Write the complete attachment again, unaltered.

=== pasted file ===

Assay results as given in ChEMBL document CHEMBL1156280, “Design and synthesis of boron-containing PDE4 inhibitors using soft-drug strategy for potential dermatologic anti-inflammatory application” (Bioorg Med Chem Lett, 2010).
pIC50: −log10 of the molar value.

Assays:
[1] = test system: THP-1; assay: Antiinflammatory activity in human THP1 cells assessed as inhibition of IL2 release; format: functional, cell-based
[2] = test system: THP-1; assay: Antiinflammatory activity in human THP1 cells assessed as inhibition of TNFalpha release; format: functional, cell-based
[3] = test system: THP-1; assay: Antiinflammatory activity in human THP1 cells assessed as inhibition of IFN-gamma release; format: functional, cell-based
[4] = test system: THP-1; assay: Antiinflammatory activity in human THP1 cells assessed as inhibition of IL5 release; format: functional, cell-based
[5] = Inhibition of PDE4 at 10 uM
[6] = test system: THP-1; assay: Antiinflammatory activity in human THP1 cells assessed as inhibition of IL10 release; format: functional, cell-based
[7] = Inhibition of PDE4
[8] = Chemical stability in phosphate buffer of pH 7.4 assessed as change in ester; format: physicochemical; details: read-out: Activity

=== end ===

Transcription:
Assay results as given in ChEMBL document CHEMBL1156280, “Design and synthesis of boron-containing PDE4 inhibitors using soft-drug strategy for potential dermatologic anti-inflammatory application” (Bioorg Med Chem Lett, 2010).
pIC50: −log10 of the molar value.

Assays:
[1] = test system: THP-1; assay: Antiinflammatory activity in human THP1 cells assessed as inhibition of IL2 release; format: functional, cell-based
[2] = test system: THP-1; assay: Antiinflammatory activity in human THP1 cells assessed as inhibition of TNFalpha release; format: functional, cell-based
[3] = test system: THP-1; assay: Antiinflammatory activity in human THP1 cells assessed as inhibition of IFN-gamma release; format: functional, cell-based
[4] = test system: THP-1; assay: Antiinflammatory activity in human THP1 cells assessed as inhibition of IL5 release; format: functional, cell-based
[5] = Inhibition of PDE4 at 10 uM
[6] = test system: THP-1; assay: Antiinflammatory activity in human THP1 cells assessed as inhibition of IL10 release; format: functional, cell-based
[7] = Inhibition of PDE4
[8] = Chemical stability in phosphate buffer of pH 7.4 assessed as change in ester; format: physicochemical; details: read-out: Activity